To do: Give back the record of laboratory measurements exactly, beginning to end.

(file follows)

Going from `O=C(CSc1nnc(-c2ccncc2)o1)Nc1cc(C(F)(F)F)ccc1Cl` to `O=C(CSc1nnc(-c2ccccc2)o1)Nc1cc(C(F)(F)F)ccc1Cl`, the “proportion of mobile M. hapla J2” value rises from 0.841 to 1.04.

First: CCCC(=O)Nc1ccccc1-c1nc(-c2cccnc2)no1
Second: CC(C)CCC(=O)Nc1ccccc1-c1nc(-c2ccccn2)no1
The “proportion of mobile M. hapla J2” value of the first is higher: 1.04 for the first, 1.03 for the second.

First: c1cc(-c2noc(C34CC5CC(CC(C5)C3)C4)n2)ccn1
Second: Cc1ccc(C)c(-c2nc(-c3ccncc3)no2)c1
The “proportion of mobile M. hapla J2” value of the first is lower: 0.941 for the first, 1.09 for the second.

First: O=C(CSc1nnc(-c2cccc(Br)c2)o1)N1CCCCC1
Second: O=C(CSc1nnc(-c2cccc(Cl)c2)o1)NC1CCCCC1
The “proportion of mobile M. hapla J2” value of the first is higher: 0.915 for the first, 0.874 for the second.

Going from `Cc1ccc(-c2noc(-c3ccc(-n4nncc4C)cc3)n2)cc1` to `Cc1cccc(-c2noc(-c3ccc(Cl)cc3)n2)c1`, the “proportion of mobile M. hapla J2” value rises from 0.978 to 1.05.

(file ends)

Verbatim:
Going from `O=C(CSc1nnc(-c2ccncc2)o1)Nc1cc(C(F)(F)F)ccc1Cl` to `O=C(CSc1nnc(-c2ccccc2)o1)Nc1cc(C(F)(F)F)ccc1Cl`, the “proportion of mobile M. hapla J2” value rises from 0.841 to 1.04.

First: CCCC(=O)Nc1ccccc1-c1nc(-c2cccnc2)no1
Second: CC(C)CCC(=O)Nc1ccccc1-c1nc(-c2ccccn2)no1
The “proportion of mobile M. hapla J2” value of the first is higher: 1.04 for the first, 1.03 for the second.

First: c1cc(-c2noc(C34CC5CC(CC(C5)C3)C4)n2)ccn1
Second: Cc1ccc(C)c(-c2nc(-c3ccncc3)no2)c1
The “proportion of mobile M. hapla J2” value of the first is lower: 0.941 for the first, 1.09 for the second.

First: O=C(CSc1nnc(-c2cccc(Br)c2)o1)N1CCCCC1
Second: O=C(CSc1nnc(-c2cccc(Cl)c2)o1)NC1CCCCC1
The “proportion of mobile M. hapla J2” value of the first is higher: 0.915 for the first, 0.874 for the second.

Going from `Cc1ccc(-c2noc(-c3ccc(-n4nncc4C)cc3)n2)cc1` to `Cc1cccc(-c2noc(-c3ccc(Cl)cc3)n2)c1`, the “proportion of mobile M. hapla J2” value rises from 0.978 to 1.05.